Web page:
Penhaul said at the time that the positions of the government and the communist guerrillas were “very distant from each other.”

Two recent surveys by the Fundación Ideas para la Paz (FiP), an independent non-profit think tank founded by a group of Colombian entrepreneurs, said a successful military solution to the civil war was unlikely, and the armed forces’ offensive was seen as a tactic to force the FARC, the country’s main rebel group, to the negotiating table.

But in the last three years, support for the use of military force rose from 28 to 37.3 percent among those surveyed, while preference for a negotiated solution dropped from 67.1 to 54.6 percent. Backing for a combination of the two strategies went up from 4.9 to 8.2 percent in the same period.

Another reporter, former vice president Francisco Santos (the president’s cousin), who is now his opponent and works in the RCN Radio station, said that “it all started” in the Colombian city of Santa Marta in August 2010, in a meeting of reconciliation between the left-wing Chávez and Santos, who had just taken office.

According to an IPS source close to the FARC, who will remain anonymous for security reasons, it is not true that Chile and Spain are among the facilitators of the peace talks, although Venezuela, Cuba and Norway are. The latter hosted the talks between Palestinians and Israel that gave rise to the 1993 Oslo Accords.

A prominent Norwegian figure reportedly took part in the preliminary talks from the start, but the identity of that individual has not been revealed.

RCN Radio said the government itself has been leaking details of the negotiations to begin acclimating the highly polarised Colombian public to the idea of peace talks.

The negotiations will be held behind closed doors, although they will take into account proposals and input from the citizens, and the negotiating table will issue joint reports, RCN Radio reported.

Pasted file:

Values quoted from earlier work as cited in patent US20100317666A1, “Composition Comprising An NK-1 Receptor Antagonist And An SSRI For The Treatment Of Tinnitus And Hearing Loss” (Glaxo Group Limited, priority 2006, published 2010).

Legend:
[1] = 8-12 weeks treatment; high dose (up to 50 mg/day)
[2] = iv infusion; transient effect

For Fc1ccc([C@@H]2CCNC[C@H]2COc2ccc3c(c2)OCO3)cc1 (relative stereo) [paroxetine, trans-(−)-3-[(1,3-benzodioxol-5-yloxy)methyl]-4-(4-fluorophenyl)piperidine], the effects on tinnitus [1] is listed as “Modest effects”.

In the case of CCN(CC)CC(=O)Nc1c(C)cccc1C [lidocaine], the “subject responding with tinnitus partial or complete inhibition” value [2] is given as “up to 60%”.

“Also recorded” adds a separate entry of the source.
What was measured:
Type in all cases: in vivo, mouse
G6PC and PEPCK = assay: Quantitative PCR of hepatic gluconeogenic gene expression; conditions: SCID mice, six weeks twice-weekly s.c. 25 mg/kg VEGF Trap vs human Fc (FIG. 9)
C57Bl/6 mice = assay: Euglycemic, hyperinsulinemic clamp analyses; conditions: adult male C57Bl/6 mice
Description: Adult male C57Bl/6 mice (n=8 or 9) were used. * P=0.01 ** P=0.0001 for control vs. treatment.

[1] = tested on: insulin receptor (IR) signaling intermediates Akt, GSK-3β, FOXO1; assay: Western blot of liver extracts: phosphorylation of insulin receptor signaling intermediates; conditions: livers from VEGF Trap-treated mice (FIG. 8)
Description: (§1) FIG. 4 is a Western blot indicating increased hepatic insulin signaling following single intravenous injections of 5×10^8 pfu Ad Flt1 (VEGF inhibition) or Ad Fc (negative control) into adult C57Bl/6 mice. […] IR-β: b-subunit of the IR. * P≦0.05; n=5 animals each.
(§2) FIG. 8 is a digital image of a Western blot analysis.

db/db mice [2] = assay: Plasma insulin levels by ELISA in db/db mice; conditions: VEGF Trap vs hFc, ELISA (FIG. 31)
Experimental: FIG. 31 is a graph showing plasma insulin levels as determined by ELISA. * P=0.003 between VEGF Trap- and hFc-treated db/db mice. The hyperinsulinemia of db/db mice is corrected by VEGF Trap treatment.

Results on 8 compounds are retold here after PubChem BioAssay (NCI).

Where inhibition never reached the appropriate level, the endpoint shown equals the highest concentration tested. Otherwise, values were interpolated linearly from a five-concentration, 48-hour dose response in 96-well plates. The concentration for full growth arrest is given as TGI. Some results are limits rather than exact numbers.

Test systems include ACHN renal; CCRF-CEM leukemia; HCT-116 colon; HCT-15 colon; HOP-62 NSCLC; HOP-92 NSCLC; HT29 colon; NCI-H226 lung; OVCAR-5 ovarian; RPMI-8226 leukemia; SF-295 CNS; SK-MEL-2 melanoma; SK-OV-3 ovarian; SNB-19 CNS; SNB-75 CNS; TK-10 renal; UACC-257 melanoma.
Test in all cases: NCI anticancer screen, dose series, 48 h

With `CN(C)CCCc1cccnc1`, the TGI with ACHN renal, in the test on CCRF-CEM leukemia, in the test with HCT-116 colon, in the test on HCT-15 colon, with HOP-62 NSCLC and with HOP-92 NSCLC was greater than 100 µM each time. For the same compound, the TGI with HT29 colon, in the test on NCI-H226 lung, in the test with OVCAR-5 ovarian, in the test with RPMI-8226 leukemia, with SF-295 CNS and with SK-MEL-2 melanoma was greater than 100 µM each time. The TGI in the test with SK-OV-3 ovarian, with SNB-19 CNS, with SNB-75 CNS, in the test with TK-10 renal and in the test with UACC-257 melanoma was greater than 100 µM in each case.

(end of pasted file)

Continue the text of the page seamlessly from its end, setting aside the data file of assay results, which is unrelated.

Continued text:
In late July, President Santos said the conditions were not in place to sit down to talks with the FARC.

However, the Caracol Radio station reported that four months ago, the president began to hold discussions with generals and colonels, to convince them that peace was possible.

In addition, two weeks ago, meetings were stepped up with the different parties in Congress to create regulations for some aspects of the so-called “legal framework for peace,” approved in June, which will apparently provide the guidelines for the negotiations with the guerrillas.

The military argue that the legal framework has gaps. But the controversial law reportedly did not please the FARC either.

A regional commander whose nom de guerre is Pablo Catatumbo, who heads rebel forces in western and southwestern Colombia, said in a letter read by IPS that the legal framework “runs counter to peace.”

The legal framework, added Catatumbo, “is more oriented towards including in the processes of impunity those who were left out of the earlier legislation: the ‘parapoliticians’ and the army.”

The “parapoliticians” have ties to the far-right paramilitaries and have formed part of their strategy of terror, which has killed and “disappeared” thousands of peasants and forced millions to flee their rural homes.

When “just one of the sides” draws up a framework of this kind, “it is to favour its allies,” not to achieve peace with the other side, the letter says.

In the letter, dated in July, Catatumbo also mentioned that the FARC have suggested that the United States be included in the talks, since it is the country that finances the war and sells Colombia most of its weapons.